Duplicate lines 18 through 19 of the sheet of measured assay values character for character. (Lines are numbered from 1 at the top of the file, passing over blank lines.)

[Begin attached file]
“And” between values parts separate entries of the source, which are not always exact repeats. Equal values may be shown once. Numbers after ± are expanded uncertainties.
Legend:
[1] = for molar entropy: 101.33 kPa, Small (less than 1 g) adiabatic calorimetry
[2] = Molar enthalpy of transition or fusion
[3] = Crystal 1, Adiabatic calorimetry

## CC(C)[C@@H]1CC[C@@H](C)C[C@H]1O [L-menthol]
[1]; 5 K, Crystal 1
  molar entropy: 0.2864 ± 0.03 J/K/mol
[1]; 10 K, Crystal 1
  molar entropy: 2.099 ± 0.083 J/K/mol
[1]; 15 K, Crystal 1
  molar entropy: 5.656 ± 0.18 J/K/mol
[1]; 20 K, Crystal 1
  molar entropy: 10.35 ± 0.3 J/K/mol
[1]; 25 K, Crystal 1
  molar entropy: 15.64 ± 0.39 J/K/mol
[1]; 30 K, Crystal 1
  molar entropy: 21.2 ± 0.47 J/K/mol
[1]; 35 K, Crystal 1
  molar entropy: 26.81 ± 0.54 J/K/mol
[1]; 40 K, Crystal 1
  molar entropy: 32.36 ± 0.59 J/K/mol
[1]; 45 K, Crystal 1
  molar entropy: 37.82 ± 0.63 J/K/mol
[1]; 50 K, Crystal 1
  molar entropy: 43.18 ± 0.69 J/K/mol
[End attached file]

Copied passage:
  molar entropy: 21.2 ± 0.47 J/K/mol
[1]; 35 K, Crystal 1